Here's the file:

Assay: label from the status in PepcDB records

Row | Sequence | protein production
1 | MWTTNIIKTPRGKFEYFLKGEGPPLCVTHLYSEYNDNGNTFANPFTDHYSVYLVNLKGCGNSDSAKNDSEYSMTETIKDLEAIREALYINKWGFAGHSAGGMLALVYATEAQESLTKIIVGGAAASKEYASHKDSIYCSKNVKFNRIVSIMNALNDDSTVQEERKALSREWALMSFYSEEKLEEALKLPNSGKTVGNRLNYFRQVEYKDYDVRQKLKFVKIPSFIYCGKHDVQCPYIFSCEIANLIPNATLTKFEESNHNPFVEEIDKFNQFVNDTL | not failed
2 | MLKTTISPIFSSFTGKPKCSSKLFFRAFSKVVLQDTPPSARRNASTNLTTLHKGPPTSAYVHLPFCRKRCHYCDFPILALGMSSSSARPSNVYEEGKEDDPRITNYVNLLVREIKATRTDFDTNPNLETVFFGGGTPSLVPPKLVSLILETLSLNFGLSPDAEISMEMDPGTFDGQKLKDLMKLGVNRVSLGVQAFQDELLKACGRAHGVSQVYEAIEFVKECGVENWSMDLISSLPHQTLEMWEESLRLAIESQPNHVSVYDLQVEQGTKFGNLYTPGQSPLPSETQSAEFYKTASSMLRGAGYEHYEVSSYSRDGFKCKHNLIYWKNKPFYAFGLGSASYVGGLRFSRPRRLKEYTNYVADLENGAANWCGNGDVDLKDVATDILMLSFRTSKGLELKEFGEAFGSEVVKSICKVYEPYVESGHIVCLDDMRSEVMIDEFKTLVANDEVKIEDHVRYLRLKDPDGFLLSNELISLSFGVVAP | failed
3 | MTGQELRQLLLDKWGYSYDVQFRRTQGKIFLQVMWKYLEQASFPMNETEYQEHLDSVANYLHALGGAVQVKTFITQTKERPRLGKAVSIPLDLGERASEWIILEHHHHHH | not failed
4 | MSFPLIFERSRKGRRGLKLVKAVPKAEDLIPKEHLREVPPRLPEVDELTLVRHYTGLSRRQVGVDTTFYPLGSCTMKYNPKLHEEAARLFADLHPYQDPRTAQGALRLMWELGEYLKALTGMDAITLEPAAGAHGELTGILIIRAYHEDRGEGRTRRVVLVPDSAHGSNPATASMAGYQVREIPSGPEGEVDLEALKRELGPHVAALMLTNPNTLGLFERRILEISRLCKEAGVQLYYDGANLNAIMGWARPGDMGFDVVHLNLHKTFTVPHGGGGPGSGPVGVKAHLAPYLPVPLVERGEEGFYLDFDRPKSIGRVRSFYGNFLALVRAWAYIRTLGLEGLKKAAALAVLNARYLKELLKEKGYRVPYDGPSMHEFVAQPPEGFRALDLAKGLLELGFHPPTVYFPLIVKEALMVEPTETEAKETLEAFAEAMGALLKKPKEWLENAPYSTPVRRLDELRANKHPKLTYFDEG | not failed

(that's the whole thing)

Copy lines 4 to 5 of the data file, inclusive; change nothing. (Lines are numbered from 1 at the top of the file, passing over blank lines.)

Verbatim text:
2 | MLKTTISPIFSSFTGKPKCSSKLFFRAFSKVVLQDTPPSARRNASTNLTTLHKGPPTSAYVHLPFCRKRCHYCDFPILALGMSSSSARPSNVYEEGKEDDPRITNYVNLLVREIKATRTDFDTNPNLETVFFGGGTPSLVPPKLVSLILETLSLNFGLSPDAEISMEMDPGTFDGQKLKDLMKLGVNRVSLGVQAFQDELLKACGRAHGVSQVYEAIEFVKECGVENWSMDLISSLPHQTLEMWEESLRLAIESQPNHVSVYDLQVEQGTKFGNLYTPGQSPLPSETQSAEFYKTASSMLRGAGYEHYEVSSYSRDGFKCKHNLIYWKNKPFYAFGLGSASYVGGLRFSRPRRLKEYTNYVADLENGAANWCGNGDVDLKDVATDILMLSFRTSKGLELKEFGEAFGSEVVKSICKVYEPYVESGHIVCLDDMRSEVMIDEFKTLVANDEVKIEDHVRYLRLKDPDGFLLSNELISLSFGVVAP | failed
3 | MTGQELRQLLLDKWGYSYDVQFRRTQGKIFLQVMWKYLEQASFPMNETEYQEHLDSVANYLHALGGAVQVKTFITQTKERPRLGKAVSIPLDLGERASEWIILEHHHHHH | not failed